Tuesday, April 23, 2013

Our Birthright:
The Bright Wild Circus Flesh

Happy 449th Birthday to William Shakespeare!
b. 23 April 1564
d. 23 April 1616

"Love looks not with the eyes, but with the mind;
And therefore is wing'd Cupid painted blind."

~ Shakespeare ~
A Midsummer Night's Dream ~ Act I, scene i, 231 - 32

The Circus Rider ~ Marc Chagall

Chagall & Shakespeare just seem to go hand in hand!
[see also last year's post: "Happy 448th"]


A birthday poem . . . for Shakespeare . . . and for all of us!

When I Went to the Circus

When I went to the circus that had pitched on the waste lot
it was full of uneasy people
frightened of the bare earth and the temporary canvas
and the smell of horses and other beasts
instead of merely the smell of man.

Monkeys rode rather grey and wizened
on curly piebald ponies
and the children uttered a little cry--
and dogs jumped through hoops and turned somersaults
and then geese scuttled in in a little flock
and round the ring they went to the sound of the whip
then doubled, and back, with a funny up-flutter of wings—
and the children suddenly shouted out.

Then came the hush again, like a hush of fear.

The tight-rope lady, pink and blonde and nude-looking,
with a few gold spangles
footed cautiously out on the rope, turned prettily spun round
bowed, and lifted her foot in her hand, smiled, swung her parasol
to another balance, tripped round, poised, and slowly sank
her handsome thighs down, down, till she slept her splendid body on the rope.
when she rose, tilting her parasol, and smiled at the cautious people
they cheered, but nervously.

The trapeze man, slim and beautiful and like a fish in the air
swung great curves through the upper space, and came down like a star
--And the people applauded, with hollow, frightened applause.

The elephants, huge and grey, loomed their curved bulk through the dusk
and sat up, taking strange postures, showing the pink soles of their feet
and curling their precious live trunks like ammonites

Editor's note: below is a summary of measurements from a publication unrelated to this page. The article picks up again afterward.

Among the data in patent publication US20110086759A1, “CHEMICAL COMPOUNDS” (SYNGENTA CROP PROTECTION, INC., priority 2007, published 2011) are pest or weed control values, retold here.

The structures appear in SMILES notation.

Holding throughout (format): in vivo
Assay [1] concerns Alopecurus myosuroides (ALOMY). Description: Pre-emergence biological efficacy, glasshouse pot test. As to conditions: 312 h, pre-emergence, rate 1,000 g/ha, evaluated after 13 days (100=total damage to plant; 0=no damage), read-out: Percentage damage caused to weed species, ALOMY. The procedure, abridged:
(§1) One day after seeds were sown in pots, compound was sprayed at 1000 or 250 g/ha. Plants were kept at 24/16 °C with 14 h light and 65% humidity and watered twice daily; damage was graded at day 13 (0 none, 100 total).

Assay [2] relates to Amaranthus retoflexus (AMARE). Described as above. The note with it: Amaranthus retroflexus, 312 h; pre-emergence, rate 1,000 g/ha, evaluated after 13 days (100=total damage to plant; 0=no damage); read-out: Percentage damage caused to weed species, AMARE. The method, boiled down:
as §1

and moving always with a soft slow precision
as when a great ship moves to anchor.
The people watched and wondered, and seemed to resent the mystery
that lies in the beasts.

Horses, gay horses, swirling round and plaiting
in a long line, their heads laid over each other’s necks;
they were happy, they enjoyed it;
all the creatures seemed to enjoy the gameiIn the circus, with their circus people.

But the audience, compelled to wonder
compelled to admire the bright rhythms of moving bodies
compelled to see the delicate skill of flickering human bodies
flesh flamey and a little heroic, even in a tumbling clown,
They were not really happy.
There was no gushing response, as there is at the film.

When modern people see the carnal body dauntless and flickering gay
playing among the elements neatly, beyond competition
and displaying no personality,
modern people are depressed.

Modern people feel themselves at a disadvantage.
They know they have no bodies that could play among the elements.
They have only their personalities, that are best seen flat, on the film,
flat personalities in two dimensions, imponderable and touchless.

And they grudge the circus people the swooping gay weight of limbs
that flower in mere movement, and they grudge them the immediate,
physical understanding they have with their circus beasts,
and they grudge them their circus-life altogether.

Yet the strange, almost frightened shout of delight
that comes now and then from the children
shows that the children vaguely know how cheated they are of their birthright
in the bright wild circus flesh.

~ D. H. Lawrence

Added on Len's birthday ~ 30 June 2015

Chagall's Homage to Gogol

Cry of the Masses
~ D. H. Lawrence

Give us back, Oh give us back
our bodies before we die!

Trot, trot, trot, corpse-body, to work.
Chew, chew, chew, corpse-body, at the meal.
Sit, sit, sit, corpse-body, at the film.
Listen, listen, listen, corpse-body, to the wireless.
Talk, talk, talk, corpse-body, newspaper talk.
Sleep, sleep, sleep, corpse-body, factory-hand sleep.
Die, die, die, corpse-body, doesn't matter!

Must we die, must we die
bodiless, as we lived?
Corpse-anatomies with ready-made sensations!
Corpse-anatomies, that can work.
Work, work, work,
rattle, rattle, rattle,
sit, sit, sit,
finished, finished, finished--
Ah no, Ah no! before we finally die
or see ourselves as we are, and go mad,
give us back our bodies, for a day, for a single day
to stamp the earth and feel the wind, like wakeful men again.

Oh, even to know the last wild wincing of despair,
aware at last that our manhood is utterly lost,
give us back our bodies for one day.

1 comment:


    The Words

    Wind, bird, and tree,
    Water, grass, and light:
    In half of what I write
    Roughly or smoothly
    Year by impatient year,
    The same six words recur.

    I have as many floors
    As meadows or rivers,
    As much still air as wind
    And as many cats in mind
    As nests in the branches
    To put an end to these.

    Instead, I take what is:
    The light beats on the stones,
    And wind over water shines
    Like long grass through the trees,
    As I set loose, like birds
    In a landscape, the old words.

    -- David Wagoner